Week 29 – July 16 – 17

2008 Mosquito Report: Week 29

Report based on data collected from traps deployed on Wednesday, July 16, 2008 and retrieved on Thursday, July 17, 2008. Report prepared by John Smith, Chan Suom, M.S., and Nate Boonisar.

1. Current mosquito activity/trend

CDC Light Traps:
Except for the towns of Avon, Canton, Millis, and Wrentham (which have seen an increase in Culiseta melanura), activity level for CDC traps this week remains low once again compared to last year. The most predominant CDC trapped mosquitoes were once again Coquillettidia perturbans, the numbers of which have climbed to more average numbers this week in several traps. In addition, the towns of Medway and Weymouth (north) have also experienced an increase in Culiseta melanura activity. Aedes vexans has made a significant appearance in Canton with smaller collections in other traps across the county. Although not reflected in trap data, service requests and site visits in the City of Quincy indicate an emergence of salt marsh mosquitoes (Ochlerotatus sollicitans) in coastal areas. There is also evidence of greenhead fly and biting midge activity.

Gravid Traps:
Mosquito activity in gravid traps has remained relatively steady compared to last year’s figures with notable increases in activity in the towns of Avon,Bellingham, Holbrook, Medway, Millis, Milton, Norwood, Quincy, Randolph, Sharon, and Weymouth. The general trends seem to be continuing with the highest numbers of Culex pipiens/restuans collected in the traps located in the eastern third of the county with only a few notable exceptions (Medway & Bellingham). Ocherlotatus japonicus collections remain low.

2. Current Predominant Species

The most predominant CDC trapped mosquitoes were Coquillettidia perturbans and Culiseta melanura. Culex pipiens/restuans is the most abundant species collected in gravid traps.

3. Comparison to previous season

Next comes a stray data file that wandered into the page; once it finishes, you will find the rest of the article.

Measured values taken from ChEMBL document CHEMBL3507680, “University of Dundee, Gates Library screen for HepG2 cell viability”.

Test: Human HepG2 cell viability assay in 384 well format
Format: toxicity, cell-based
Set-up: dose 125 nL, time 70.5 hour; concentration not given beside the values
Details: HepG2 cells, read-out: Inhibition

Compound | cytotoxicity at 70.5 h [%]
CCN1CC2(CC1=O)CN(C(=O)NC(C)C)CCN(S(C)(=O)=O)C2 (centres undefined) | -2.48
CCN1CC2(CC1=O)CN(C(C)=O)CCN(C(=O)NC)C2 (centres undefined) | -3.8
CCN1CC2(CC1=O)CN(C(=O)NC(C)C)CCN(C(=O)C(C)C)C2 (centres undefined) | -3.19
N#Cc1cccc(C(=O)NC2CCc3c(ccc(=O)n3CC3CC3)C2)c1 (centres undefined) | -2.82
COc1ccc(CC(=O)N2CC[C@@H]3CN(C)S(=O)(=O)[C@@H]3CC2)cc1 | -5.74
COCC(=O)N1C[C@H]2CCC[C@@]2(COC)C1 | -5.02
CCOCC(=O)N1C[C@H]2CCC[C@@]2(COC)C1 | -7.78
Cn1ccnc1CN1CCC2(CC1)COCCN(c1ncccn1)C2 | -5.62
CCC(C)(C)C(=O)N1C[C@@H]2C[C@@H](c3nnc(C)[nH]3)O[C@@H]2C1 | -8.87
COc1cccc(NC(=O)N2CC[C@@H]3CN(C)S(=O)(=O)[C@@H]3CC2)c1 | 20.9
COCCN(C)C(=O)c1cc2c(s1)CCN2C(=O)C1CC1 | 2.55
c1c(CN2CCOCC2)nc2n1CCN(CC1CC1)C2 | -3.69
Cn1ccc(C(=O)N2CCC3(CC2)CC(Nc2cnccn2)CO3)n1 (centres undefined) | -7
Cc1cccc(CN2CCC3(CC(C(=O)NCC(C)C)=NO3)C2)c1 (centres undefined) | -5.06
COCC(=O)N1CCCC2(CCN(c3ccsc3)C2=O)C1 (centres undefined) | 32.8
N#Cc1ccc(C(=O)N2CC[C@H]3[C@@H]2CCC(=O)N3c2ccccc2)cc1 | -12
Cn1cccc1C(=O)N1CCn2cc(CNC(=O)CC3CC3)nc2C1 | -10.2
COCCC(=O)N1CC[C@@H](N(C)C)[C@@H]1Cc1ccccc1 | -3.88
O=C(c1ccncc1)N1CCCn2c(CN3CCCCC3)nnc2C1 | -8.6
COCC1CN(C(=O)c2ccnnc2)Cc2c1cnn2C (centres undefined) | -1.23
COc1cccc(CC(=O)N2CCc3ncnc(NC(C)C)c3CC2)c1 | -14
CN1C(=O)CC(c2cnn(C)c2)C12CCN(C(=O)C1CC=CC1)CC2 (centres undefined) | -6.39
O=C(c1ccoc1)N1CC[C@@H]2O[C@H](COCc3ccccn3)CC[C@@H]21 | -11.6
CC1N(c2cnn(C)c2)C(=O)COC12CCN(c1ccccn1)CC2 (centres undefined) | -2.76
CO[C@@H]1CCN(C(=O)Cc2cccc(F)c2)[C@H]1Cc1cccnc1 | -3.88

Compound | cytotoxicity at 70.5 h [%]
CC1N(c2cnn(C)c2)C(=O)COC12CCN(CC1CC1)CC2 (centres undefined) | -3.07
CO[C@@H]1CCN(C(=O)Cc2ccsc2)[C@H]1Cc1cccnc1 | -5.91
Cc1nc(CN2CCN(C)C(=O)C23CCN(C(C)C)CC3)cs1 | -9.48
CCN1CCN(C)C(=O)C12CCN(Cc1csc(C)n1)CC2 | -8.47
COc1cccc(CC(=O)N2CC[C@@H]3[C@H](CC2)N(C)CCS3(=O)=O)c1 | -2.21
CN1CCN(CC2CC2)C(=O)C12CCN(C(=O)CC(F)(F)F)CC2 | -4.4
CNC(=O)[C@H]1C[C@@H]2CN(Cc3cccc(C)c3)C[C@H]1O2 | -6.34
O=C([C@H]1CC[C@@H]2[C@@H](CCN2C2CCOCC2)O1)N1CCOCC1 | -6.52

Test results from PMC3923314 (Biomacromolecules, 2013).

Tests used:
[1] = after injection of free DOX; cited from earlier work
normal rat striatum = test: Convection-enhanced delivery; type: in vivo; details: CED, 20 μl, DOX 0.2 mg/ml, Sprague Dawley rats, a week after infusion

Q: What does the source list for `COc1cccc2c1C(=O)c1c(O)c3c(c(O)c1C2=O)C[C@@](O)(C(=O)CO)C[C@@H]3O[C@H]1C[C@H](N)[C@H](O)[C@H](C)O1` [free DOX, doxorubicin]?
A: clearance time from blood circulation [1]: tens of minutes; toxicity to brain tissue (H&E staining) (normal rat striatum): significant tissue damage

CDC activity is down this week compared to last year’s data for mammal biting mosquitoes. The weather has been relatively dry and has impeded reflood mosquito emergence by limiting/eliminating habitat. There were a few thunderstorm/rain events that have allowed for this season’s first significant presence of Aedes vexans in Canton. Coquillettidia perturbans numbers are now approaching “normal” levels in a few traps following a typical bell shape curve. Several traps are still showing low numbers of this species which is unusual for this time of year. Gravid trap activity is similar to last year’s figures with increased activity in the towns noted above.

4. Weather Summary

There were two episodes of rainfall across Norfolk County this week. The first was a heavy shower on Monday that moved across the entire county dumping between 0.1 to 0.5 inches county wide in a short period of time. The second rainfall occurred on Friday when a line of thunderstorms developed across eastern areas, giving up to 0.30 inches across far eastern sections. County wide, total weekly rainfall was under 0.75 inches. Thus the longer term trend of dry weather continued. Temperatures were near normal to begin the week, to above normal by the end of the week.

Total weekly rainfall: 0.39 inches (-0.29 in.)
Total Monthly rainfall: 2.28 inches (+0.41 in)
Total Yearly rainfall: 24.14 inches (+0.99 in.)

5. Number of requests for service

Year to date NCMCP has received 2,351 calls for service as of 7/19/08. This represents a total of 260 calls for the week. This shows a decrease in calls from last week. Last year at this time the calls for service (year to date) were 3,910. Calls for service this year continue to run almost 1,500 less than at this same time last year.

6. MCP/Commission response

In general our response has been to continue ground ULV applications targeting areas of high public demand. NCMCP is making good progress toward treating rain basins in highly urban areas where Culex pipiens/restuans activity is highest.


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